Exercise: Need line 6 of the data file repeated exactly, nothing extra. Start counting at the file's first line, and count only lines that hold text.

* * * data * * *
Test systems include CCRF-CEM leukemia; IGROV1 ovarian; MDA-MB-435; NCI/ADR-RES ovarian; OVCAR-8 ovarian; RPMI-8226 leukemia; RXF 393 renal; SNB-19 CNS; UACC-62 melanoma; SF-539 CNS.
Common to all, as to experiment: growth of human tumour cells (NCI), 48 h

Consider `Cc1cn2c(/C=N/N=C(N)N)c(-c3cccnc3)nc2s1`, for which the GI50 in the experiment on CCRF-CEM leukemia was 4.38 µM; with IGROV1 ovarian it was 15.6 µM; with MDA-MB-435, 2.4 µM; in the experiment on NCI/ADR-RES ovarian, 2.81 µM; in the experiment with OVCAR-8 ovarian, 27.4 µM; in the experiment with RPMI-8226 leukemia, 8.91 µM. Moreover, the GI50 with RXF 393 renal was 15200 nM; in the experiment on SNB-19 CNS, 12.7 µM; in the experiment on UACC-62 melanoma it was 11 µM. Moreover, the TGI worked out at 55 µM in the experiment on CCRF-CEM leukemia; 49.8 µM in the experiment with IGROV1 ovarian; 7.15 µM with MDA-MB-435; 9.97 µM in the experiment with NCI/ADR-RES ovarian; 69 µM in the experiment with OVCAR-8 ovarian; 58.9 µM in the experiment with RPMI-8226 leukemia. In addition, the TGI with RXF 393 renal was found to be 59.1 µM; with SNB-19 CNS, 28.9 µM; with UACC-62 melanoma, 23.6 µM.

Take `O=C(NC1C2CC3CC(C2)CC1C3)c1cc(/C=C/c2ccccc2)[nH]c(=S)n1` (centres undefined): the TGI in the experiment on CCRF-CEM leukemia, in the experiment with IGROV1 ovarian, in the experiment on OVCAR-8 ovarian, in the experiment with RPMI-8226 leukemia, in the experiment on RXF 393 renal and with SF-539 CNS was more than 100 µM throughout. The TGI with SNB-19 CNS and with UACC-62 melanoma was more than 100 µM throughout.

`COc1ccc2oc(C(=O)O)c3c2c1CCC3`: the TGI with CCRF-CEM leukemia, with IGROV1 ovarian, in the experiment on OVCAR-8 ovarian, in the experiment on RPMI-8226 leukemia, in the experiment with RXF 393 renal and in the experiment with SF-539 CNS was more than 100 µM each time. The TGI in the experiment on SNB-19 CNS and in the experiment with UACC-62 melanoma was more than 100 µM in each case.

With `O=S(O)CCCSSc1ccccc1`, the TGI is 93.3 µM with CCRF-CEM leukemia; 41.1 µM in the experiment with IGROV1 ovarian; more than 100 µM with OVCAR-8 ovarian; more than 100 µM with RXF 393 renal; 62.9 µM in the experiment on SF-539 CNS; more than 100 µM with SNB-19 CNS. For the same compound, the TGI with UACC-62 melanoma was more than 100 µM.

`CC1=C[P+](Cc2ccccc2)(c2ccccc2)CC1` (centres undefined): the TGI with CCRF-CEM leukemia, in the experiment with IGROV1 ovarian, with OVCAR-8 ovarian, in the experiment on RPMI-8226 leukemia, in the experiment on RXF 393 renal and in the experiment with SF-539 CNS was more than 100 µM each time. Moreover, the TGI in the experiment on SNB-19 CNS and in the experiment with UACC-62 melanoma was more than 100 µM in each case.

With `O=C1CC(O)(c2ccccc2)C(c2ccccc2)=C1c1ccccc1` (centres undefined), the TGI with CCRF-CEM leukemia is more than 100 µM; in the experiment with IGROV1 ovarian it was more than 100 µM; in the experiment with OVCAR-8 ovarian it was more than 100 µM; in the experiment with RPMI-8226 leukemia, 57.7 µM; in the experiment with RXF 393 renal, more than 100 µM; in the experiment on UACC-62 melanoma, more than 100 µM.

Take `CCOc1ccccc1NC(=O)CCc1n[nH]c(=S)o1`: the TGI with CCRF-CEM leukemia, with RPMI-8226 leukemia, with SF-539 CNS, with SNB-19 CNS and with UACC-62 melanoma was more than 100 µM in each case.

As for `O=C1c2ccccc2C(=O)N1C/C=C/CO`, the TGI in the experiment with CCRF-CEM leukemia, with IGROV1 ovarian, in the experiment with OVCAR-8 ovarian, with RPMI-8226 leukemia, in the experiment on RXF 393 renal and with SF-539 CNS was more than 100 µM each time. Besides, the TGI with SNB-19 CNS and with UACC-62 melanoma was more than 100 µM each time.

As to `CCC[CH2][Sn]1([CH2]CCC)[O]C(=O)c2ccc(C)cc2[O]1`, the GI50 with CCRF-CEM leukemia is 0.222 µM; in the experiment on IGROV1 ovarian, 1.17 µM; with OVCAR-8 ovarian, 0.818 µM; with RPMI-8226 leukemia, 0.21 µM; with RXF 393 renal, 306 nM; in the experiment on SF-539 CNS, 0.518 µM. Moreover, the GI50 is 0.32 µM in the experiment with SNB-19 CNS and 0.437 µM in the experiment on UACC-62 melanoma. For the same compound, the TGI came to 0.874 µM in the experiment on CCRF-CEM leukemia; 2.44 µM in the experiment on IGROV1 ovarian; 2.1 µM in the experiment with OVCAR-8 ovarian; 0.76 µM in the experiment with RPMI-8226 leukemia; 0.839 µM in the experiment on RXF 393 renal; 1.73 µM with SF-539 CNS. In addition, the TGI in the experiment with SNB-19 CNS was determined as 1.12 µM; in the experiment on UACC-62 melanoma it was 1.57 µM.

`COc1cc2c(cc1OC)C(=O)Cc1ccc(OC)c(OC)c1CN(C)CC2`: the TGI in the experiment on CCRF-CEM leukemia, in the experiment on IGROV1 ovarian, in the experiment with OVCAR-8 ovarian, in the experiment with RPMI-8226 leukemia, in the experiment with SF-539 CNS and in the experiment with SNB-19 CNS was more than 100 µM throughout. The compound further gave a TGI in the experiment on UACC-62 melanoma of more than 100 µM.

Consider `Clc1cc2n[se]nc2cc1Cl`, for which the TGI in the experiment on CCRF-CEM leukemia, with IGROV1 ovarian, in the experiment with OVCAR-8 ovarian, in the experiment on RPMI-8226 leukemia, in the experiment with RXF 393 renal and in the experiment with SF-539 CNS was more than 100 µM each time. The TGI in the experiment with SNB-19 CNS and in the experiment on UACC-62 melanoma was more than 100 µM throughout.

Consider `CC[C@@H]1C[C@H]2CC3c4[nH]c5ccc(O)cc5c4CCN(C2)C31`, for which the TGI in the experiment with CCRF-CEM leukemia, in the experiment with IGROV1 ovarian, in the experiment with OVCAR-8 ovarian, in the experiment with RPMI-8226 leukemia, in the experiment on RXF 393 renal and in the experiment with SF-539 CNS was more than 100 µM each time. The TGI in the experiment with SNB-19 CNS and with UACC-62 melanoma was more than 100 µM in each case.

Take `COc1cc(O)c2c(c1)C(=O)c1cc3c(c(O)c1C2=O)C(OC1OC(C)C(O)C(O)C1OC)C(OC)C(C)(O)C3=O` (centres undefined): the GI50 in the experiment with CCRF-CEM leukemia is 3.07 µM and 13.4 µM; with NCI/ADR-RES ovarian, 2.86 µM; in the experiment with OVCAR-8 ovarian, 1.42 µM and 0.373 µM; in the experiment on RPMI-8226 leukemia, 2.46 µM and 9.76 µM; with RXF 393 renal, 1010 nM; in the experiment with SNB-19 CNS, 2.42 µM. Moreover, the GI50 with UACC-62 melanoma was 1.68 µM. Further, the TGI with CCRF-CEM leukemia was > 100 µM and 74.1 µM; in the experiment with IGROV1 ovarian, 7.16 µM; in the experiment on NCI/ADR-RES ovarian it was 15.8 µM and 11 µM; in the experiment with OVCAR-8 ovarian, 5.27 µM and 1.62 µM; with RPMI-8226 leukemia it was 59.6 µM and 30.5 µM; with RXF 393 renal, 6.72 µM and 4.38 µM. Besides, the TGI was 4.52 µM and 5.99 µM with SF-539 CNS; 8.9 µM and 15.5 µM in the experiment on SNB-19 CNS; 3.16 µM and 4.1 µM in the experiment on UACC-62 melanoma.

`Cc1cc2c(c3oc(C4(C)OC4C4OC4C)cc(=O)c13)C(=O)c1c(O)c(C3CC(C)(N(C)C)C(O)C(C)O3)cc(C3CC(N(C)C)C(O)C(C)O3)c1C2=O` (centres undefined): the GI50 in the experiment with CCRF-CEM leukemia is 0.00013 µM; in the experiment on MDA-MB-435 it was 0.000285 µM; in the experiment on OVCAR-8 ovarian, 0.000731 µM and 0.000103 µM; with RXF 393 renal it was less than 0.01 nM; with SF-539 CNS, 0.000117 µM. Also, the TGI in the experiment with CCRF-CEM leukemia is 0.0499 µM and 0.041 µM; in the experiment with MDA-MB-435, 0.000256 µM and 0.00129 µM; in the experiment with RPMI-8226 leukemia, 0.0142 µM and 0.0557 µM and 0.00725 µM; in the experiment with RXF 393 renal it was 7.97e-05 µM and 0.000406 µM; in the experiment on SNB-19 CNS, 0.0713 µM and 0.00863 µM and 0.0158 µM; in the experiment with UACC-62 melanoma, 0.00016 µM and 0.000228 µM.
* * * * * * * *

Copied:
With `O=S(O)CCCSSc1ccccc1`, the TGI is 93.3 µM with CCRF-CEM leukemia; 41.1 µM in the experiment with IGROV1 ovarian; more than 100 µM with OVCAR-8 ovarian; more than 100 µM with RXF 393 renal; 62.9 µM in the experiment on SF-539 CNS; more than 100 µM with SNB-19 CNS. For the same compound, the TGI with UACC-62 melanoma was more than 100 µM.